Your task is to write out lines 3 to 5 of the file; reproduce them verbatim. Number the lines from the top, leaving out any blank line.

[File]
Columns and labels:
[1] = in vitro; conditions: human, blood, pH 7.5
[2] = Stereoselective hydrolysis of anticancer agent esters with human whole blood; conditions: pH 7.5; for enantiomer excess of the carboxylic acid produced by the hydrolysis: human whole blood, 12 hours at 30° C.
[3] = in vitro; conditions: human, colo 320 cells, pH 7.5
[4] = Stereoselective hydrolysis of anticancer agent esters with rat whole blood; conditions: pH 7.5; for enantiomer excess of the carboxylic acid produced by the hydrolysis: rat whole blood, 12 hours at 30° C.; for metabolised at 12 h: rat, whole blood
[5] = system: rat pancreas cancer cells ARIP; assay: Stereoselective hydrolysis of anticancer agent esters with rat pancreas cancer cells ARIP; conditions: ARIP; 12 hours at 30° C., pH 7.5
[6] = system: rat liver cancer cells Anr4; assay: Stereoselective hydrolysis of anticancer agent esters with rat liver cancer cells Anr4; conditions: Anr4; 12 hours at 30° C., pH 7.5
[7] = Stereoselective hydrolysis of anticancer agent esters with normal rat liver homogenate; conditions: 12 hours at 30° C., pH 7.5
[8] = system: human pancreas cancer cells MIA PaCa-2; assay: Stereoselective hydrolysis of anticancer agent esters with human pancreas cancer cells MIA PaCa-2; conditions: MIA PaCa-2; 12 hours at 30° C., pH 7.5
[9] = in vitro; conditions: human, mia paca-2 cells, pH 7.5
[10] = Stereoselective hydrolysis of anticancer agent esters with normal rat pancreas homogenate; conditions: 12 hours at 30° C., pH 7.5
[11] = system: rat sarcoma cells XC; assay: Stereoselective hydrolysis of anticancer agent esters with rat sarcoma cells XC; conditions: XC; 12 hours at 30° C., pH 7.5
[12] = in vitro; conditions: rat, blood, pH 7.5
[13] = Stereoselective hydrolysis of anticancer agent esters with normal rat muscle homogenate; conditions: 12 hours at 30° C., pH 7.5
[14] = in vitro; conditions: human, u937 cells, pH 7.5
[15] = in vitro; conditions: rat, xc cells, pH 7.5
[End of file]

[2] = Stereoselective hydrolysis of anticancer agent esters with human whole blood; conditions: pH 7.5; for enantiomer excess of the carboxylic acid produced by the hydrolysis: human whole blood, 12 hours at 30° C.
[3] = in vitro; conditions: human, colo 320 cells, pH 7.5
[4] = Stereoselective hydrolysis of anticancer agent esters with rat whole blood; conditions: pH 7.5; for enantiomer excess of the carboxylic acid produced by the hydrolysis: rat whole blood, 12 hours at 30° C.; for metabolised at 12 h: rat, whole blood